Serena Williams is expecting!
The GOAT took to Snapchat to announce that she is 20 weeks pregnant. (via @serenawilliams/Snapchat) pic.twitter.com/7O9ub0VWVK
— espnW (@espnW) April 19, 2017
Twitter itself, which has received much criticism over being a platform that spread “fake news” during the 2016 US Election cycle, wasn’t above posting speculation as fact. This description of why “Serena Williams” was trending was still up at 2:56 PM Eastern, long before any confirmation came from the 23-time Grand Slam champion.
Posting assumptions as fact is no small thing, but at least in this case the picture seemed pretty self-explanatory. It was hard to imagine what else the Snapchat image and caption could have possibly meant. (I saw on person guess that maybe she was announcing her wedding date, but that seems pretty unbelievable as 20 weeks from April 19th puts us right in the middle of the US Open). It was an assumption, yes, but a relatively safe one.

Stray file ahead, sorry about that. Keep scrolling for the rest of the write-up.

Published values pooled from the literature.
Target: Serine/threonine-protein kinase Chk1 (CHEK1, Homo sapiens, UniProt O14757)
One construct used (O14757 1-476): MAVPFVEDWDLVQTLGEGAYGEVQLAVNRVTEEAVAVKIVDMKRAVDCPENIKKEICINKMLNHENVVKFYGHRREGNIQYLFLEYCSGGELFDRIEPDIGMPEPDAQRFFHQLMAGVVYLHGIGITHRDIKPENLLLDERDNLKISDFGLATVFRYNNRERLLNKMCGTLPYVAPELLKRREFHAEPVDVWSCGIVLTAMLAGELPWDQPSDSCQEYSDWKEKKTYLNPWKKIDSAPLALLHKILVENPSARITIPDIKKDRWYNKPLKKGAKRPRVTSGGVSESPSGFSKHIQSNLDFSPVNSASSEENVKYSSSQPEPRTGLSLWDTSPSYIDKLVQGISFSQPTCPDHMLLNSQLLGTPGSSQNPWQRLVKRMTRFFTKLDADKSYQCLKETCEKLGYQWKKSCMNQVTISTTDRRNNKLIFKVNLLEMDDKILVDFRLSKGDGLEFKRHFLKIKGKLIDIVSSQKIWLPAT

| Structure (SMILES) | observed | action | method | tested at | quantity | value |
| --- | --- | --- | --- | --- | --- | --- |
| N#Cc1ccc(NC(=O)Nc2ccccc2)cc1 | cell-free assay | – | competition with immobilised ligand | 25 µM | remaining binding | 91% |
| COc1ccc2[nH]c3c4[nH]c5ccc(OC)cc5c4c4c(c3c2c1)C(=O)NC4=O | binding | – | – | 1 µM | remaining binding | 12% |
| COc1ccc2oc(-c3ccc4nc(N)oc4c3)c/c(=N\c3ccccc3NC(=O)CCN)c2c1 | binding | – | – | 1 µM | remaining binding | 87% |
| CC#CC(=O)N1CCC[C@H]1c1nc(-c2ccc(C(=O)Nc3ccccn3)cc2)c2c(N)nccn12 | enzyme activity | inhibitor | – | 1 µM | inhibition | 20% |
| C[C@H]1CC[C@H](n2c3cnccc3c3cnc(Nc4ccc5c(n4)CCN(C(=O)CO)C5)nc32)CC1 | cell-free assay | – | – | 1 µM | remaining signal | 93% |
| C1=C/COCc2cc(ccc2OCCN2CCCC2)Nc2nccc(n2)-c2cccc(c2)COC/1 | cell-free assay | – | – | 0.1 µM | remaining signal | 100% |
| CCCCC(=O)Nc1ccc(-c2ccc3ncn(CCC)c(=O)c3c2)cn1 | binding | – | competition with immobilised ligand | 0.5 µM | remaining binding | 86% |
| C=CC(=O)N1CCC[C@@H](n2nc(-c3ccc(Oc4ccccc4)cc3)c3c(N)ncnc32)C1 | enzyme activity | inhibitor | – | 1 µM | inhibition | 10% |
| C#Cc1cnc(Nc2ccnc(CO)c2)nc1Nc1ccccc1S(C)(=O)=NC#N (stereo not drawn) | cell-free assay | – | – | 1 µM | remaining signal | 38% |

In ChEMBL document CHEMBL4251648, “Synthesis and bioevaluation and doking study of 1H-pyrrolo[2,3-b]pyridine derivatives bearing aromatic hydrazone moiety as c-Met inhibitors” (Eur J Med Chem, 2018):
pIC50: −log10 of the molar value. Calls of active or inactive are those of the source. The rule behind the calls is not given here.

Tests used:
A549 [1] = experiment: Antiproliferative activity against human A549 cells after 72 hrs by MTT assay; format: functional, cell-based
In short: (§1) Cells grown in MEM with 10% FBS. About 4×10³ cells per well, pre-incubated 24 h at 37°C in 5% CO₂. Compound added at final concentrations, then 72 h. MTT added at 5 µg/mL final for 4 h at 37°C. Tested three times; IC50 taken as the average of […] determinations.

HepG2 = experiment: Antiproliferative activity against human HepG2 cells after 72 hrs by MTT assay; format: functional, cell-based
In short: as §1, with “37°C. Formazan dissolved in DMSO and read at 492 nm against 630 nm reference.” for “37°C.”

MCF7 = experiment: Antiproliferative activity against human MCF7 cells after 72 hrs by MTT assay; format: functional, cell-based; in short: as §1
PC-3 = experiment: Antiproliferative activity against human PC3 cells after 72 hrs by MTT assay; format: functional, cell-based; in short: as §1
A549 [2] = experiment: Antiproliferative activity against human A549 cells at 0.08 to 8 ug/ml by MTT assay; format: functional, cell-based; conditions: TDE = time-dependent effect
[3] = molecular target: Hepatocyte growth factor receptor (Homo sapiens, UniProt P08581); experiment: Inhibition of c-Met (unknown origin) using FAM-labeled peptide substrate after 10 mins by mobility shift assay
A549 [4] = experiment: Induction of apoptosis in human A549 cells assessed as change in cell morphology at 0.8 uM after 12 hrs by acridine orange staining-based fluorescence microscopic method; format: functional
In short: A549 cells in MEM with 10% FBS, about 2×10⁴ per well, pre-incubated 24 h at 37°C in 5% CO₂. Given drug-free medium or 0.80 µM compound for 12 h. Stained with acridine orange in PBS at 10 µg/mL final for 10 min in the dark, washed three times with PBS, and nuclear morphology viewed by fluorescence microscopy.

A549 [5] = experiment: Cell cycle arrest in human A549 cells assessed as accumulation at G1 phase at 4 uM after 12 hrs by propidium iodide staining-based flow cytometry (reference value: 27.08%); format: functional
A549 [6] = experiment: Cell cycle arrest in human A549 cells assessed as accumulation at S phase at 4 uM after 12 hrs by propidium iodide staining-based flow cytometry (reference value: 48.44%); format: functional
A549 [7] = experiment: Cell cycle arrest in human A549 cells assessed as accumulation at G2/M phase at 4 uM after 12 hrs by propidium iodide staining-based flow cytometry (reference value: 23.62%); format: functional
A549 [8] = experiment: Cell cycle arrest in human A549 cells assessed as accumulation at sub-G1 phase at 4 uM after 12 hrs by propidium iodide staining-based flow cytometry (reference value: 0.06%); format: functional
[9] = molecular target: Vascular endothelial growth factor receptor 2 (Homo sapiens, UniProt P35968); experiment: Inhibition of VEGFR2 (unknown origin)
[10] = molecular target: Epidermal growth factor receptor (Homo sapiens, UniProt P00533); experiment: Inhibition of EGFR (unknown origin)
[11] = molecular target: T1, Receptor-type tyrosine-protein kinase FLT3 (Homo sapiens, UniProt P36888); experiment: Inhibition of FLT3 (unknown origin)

That pales in comparison to what numerous outlets did. Not only did they assume that the Snapchat post was announcing Williams’ pregnancy, they also somehow guessed who the father is. Outlets like People and Heavy.com (see image below) pegged the father as Reddit co-founder Alexis Ohanian. Ohanian is Williams’ fiance–they got engaged about 16 weeks ago–but that is still an incredible jump to make from just one picture that says “20 weeks.”
When we see information on the internet, it’s always important to track the sources. Irresponsible media outlets will often state assumptions as fact, while the more responsible outlets will just say over what they know. Even if the assumptions are safe, it’s always important for us to know what those assumptions are and what have been confirmed. Most importantly, though, it’s important to be able to tell which outlets are passing off wild guesses as facts. The baby being Ohanian’s might have been an educated guess, but before the pregnancy was even confirmed there was just no way for anyone (other than Williams, Ohanian, and whoever they shared it with) to know. Media outlets have to be more responsible than that, and it’s up to readers to hold them to that responsibility. Otherwise, what stops them from continued irresponsibility?